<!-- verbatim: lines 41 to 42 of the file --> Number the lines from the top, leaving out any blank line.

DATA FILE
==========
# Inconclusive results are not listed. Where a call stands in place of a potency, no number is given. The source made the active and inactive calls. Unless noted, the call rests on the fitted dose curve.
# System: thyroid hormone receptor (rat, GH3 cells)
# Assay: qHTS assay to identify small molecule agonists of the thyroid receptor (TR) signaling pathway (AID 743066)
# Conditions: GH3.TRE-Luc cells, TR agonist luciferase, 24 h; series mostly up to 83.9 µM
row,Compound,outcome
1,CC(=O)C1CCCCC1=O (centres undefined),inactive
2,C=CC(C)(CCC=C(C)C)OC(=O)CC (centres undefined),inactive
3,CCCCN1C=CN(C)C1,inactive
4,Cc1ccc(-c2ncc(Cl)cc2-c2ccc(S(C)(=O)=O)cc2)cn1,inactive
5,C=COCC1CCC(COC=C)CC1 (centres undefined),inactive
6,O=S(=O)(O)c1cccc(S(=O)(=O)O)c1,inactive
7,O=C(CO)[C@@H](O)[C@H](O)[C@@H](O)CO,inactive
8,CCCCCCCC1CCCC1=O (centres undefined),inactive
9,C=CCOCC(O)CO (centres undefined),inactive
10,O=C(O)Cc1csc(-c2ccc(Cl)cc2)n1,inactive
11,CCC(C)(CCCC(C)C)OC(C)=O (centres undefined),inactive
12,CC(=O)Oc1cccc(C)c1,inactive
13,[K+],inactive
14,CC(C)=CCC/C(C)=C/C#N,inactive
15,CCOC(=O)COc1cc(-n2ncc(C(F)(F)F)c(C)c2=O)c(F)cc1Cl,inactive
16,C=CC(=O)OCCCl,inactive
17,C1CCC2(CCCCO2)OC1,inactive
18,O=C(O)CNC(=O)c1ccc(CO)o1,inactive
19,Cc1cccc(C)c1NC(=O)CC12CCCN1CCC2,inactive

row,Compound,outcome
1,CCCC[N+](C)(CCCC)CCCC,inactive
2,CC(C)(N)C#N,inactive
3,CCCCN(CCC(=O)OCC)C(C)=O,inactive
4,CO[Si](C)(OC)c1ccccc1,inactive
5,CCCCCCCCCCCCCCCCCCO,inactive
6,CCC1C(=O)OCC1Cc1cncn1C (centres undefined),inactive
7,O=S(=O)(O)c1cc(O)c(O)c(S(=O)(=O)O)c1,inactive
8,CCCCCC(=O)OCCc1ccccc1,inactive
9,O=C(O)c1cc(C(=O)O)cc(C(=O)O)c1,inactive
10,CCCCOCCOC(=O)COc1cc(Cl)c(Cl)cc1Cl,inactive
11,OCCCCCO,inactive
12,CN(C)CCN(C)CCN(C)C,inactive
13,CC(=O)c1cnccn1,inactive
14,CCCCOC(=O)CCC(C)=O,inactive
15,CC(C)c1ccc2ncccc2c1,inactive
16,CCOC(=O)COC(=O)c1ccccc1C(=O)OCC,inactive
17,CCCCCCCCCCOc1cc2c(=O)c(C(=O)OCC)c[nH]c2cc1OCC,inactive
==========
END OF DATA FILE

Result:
16,CCOC(=O)COC(=O)c1ccccc1C(=O)OCC,inactive
17,CCCCCCCCCCOc1cc2c(=O)c(C(=O)OCC)c[nH]c2cc1OCC,inactive